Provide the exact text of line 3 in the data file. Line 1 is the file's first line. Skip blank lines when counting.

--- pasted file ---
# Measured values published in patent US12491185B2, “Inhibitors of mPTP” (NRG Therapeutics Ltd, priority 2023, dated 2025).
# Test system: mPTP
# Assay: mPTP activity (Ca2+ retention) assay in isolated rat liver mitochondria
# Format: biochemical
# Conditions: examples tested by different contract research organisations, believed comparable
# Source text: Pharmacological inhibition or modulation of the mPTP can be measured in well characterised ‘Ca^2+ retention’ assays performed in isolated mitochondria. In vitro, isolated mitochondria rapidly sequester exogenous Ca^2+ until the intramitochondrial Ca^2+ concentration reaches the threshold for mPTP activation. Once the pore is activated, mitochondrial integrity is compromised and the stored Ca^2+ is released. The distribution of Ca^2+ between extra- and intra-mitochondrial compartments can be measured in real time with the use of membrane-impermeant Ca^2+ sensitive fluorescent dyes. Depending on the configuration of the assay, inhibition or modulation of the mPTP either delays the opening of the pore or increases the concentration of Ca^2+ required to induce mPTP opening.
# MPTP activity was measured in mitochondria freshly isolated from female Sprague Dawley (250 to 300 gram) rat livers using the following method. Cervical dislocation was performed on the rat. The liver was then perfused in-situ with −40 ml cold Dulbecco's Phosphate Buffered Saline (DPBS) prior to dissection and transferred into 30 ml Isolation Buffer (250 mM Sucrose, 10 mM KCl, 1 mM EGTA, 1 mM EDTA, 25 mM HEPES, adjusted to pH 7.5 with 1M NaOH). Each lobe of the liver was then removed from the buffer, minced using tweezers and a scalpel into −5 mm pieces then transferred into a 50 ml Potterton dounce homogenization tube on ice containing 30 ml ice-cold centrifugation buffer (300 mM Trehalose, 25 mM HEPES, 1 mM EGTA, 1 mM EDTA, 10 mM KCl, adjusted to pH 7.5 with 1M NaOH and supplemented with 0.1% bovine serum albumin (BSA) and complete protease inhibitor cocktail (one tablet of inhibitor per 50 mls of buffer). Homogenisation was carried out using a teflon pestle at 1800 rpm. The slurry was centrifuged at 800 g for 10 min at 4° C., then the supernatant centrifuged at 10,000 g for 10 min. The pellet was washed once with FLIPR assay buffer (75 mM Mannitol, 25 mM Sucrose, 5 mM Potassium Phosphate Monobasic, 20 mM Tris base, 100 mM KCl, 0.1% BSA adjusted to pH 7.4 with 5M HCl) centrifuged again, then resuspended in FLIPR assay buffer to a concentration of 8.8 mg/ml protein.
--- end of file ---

# Assay: mPTP activity (Ca2+ retention) assay in isolated rat liver mitochondria